Tucson University Medical Center officials said Sunday that they were very pleased with the progress of Rep. Gabrielle Giffords (D-Ariz.) following a gunshot wound to the head and that they were “cautiously optimistic” that she will recover.
Medical Director Peter Rhee said Giffords was able to respond to simple commands following emergency surgery Saturday in which doctors removed a portion of her skull. “Overall, this is as good as it’s going to get” in cases like this, he said.
Giffords, 40, is in a medically induced coma and will have a long road to recovery, UMC chief neurosurgeon Michael Lemole said.
Neurosurgeons “don’t even close the book on [recovery] for several years,” Lemole said, explaining that the lawmaker will likely be in the intensive care unit for at least a week and spend several more weeks in the hospital.
“And no doubt there will be a rehabilitative phase, and that could take weeks or months,” he added.
Because the bullet did not cross the hemispheres of Giffords’ brain, she “is able to communicate,” Lemole said. The doctors stressed, however, that she has not been able to talk.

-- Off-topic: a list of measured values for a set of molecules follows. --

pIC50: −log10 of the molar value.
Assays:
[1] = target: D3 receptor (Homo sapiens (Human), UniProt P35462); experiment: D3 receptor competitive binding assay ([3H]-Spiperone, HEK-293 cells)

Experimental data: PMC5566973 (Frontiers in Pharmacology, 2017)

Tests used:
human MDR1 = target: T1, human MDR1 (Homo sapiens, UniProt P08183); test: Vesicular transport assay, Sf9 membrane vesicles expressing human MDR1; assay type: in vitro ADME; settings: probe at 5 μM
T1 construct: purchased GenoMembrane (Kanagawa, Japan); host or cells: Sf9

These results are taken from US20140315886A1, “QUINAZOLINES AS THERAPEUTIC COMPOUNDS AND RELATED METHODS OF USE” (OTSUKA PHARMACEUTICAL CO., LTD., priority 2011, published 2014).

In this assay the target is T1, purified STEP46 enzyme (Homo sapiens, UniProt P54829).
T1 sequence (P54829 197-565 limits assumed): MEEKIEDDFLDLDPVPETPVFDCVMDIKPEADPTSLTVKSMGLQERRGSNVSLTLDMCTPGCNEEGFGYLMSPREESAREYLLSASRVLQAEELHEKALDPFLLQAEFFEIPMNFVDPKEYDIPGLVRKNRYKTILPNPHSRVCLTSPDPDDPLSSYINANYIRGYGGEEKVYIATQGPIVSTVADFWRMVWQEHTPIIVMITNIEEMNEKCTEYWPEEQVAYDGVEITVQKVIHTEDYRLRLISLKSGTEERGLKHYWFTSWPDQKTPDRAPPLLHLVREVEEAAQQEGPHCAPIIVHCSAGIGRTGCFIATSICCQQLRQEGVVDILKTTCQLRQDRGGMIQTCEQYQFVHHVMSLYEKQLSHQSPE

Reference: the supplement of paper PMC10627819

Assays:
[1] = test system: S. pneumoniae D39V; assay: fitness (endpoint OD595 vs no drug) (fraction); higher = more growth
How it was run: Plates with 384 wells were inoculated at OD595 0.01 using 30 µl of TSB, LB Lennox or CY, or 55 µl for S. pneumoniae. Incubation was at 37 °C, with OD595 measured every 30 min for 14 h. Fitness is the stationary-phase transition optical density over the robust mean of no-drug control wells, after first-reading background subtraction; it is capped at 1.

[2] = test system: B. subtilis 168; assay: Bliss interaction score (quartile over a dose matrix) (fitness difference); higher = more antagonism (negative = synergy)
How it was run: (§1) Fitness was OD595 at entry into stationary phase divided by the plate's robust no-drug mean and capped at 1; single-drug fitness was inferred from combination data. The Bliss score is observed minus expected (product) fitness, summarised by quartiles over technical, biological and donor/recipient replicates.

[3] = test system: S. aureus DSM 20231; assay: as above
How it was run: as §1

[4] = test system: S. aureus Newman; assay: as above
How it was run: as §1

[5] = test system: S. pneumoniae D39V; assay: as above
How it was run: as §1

Giffords was shot at 10 a.m. Mountain time Saturday during an event for constituents in front of a Tucson Safeway grocery store. Police say that 22-year-old Jared Lee Loughner approached the group with a 9 mm Glock semi-automatic handgun and began firing.
Of at least 20 people injured, six died: U.S. District Judge John Roll; Gabe Zimmerman, a 30-year-old Giffords aide who was recently engaged; Christina Taylor Green, a 9-year-old girl who had just been elected to her school’s student council; Dorothy Morris, 76; Dorwin Stoddard, 76; and Phyllis Scheck, 79.
Rhee said that he is “extremely happy with the prognosis” for the others who were wounded, adding, “They are doing relatively well.”
Giffords’ communications director, C.J. Karamargin, told the Arizona Republic late Saturday that Giffords’ district director, Ron Barber, who was wounded in the shooting, was “doing very well” and speaking. There was no update on the condition of Pam Simon, a caseworker for Giffords who was injured.
Lois Lerner, director of exempt organizations for the IRS, arrives for a House Oversight and Government Reform Committee hearing on the investigation of the IRS' targeting of political groups. Lerner invoked her Fifth Amendment right to not testify and caused a protest from some committee members when she offered an opening statement and engaged in dialogue with members before invoking the right.
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